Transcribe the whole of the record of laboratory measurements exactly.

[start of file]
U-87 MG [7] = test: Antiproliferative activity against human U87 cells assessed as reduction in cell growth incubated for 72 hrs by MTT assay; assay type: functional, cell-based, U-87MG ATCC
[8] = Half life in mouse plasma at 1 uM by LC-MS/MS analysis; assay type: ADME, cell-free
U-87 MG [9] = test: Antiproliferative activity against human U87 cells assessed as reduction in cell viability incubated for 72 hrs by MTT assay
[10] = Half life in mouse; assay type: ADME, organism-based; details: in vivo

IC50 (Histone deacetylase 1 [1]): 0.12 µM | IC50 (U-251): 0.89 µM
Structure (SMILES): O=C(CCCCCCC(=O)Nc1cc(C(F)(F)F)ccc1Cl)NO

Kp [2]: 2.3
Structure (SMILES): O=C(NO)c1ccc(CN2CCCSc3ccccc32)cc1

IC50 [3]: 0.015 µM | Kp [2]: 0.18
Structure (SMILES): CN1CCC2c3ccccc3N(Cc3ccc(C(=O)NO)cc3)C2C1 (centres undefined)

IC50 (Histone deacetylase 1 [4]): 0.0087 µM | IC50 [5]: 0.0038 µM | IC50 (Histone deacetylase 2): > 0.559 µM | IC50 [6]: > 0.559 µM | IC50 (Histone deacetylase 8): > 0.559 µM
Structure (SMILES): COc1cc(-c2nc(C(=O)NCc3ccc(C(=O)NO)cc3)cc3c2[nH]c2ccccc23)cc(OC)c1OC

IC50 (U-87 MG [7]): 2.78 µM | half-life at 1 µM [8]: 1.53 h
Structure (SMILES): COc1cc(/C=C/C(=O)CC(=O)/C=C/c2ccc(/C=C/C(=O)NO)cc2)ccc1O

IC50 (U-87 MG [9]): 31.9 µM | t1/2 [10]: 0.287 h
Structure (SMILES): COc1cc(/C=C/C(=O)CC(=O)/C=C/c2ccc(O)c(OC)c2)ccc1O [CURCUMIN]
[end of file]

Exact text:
U-87 MG [7] = test: Antiproliferative activity against human U87 cells assessed as reduction in cell growth incubated for 72 hrs by MTT assay; assay type: functional, cell-based, U-87MG ATCC
[8] = Half life in mouse plasma at 1 uM by LC-MS/MS analysis; assay type: ADME, cell-free
U-87 MG [9] = test: Antiproliferative activity against human U87 cells assessed as reduction in cell viability incubated for 72 hrs by MTT assay
[10] = Half life in mouse; assay type: ADME, organism-based; details: in vivo

IC50 (Histone deacetylase 1 [1]): 0.12 µM | IC50 (U-251): 0.89 µM
Structure (SMILES): O=C(CCCCCCC(=O)Nc1cc(C(F)(F)F)ccc1Cl)NO

Kp [2]: 2.3
Structure (SMILES): O=C(NO)c1ccc(CN2CCCSc3ccccc32)cc1

IC50 [3]: 0.015 µM | Kp [2]: 0.18
Structure (SMILES): CN1CCC2c3ccccc3N(Cc3ccc(C(=O)NO)cc3)C2C1 (centres undefined)

IC50 (Histone deacetylase 1 [4]): 0.0087 µM | IC50 [5]: 0.0038 µM | IC50 (Histone deacetylase 2): > 0.559 µM | IC50 [6]: > 0.559 µM | IC50 (Histone deacetylase 8): > 0.559 µM
Structure (SMILES): COc1cc(-c2nc(C(=O)NCc3ccc(C(=O)NO)cc3)cc3c2[nH]c2ccccc23)cc(OC)c1OC

IC50 (U-87 MG [7]): 2.78 µM | half-life at 1 µM [8]: 1.53 h
Structure (SMILES): COc1cc(/C=C/C(=O)CC(=O)/C=C/c2ccc(/C=C/C(=O)NO)cc2)ccc1O

IC50 (U-87 MG [9]): 31.9 µM | t1/2 [10]: 0.287 h
Structure (SMILES): COc1cc(/C=C/C(=O)CC(=O)/C=C/c2ccc(O)c(OC)c2)ccc1O [CURCUMIN]